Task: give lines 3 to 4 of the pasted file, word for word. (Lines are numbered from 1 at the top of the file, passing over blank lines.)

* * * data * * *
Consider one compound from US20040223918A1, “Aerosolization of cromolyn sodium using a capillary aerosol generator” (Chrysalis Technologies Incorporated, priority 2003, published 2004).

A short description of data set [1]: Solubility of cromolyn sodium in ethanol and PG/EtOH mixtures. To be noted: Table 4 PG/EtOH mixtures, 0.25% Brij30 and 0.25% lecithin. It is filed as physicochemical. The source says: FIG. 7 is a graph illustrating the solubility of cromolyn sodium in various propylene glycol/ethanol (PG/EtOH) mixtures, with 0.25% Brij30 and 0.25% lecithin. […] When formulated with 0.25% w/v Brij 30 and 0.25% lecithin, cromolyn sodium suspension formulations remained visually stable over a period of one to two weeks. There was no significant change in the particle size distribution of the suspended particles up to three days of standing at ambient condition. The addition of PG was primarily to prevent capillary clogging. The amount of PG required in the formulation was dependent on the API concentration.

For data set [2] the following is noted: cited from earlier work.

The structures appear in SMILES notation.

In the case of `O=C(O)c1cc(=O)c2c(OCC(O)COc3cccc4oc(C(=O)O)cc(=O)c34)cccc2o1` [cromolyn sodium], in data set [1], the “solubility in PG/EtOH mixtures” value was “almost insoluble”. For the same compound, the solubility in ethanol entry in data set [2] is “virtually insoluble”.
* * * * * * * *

For data set [2] the following is noted: cited from earlier work.

The structures appear in SMILES notation.